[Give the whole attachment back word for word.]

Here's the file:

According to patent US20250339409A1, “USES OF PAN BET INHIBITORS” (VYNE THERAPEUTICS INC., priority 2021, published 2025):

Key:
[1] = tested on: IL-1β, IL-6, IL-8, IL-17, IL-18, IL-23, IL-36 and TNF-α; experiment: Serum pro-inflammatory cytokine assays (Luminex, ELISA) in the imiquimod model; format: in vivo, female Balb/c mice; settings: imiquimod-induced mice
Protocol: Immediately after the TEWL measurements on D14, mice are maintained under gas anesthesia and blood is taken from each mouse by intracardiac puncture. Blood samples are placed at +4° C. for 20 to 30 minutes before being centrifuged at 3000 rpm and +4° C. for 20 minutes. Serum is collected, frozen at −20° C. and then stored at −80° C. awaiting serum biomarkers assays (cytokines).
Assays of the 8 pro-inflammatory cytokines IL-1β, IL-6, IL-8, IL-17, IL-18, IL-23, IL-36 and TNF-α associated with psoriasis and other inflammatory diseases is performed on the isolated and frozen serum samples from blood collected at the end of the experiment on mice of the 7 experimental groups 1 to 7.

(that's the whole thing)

According to patent US20250339409A1, “USES OF PAN BET INHIBITORS” (VYNE THERAPEUTICS INC., priority 2021, published 2025):

Key:
[1] = tested on: IL-1β, IL-6, IL-8, IL-17, IL-18, IL-23, IL-36 and TNF-α; experiment: Serum pro-inflammatory cytokine assays (Luminex, ELISA) in the imiquimod model; format: in vivo, female Balb/c mice; settings: imiquimod-induced mice
Protocol: Immediately after the TEWL measurements on D14, mice are maintained under gas anesthesia and blood is taken from each mouse by intracardiac puncture. Blood samples are placed at +4° C. for 20 to 30 minutes before being centrifuged at 3000 rpm and +4° C. for 20 minutes. Serum is collected, frozen at −20° C. and then stored at −80° C. awaiting serum biomarkers assays (cytokines).
Assays of the 8 pro-inflammatory cytokines IL-1β, IL-6, IL-8, IL-17, IL-18, IL-23, IL-36 and TNF-α associated with psoriasis and other inflammatory diseases is performed on the isolated and frozen serum samples from blood collected at the end of the experiment on mice of the 7 experimental groups 1 to 7.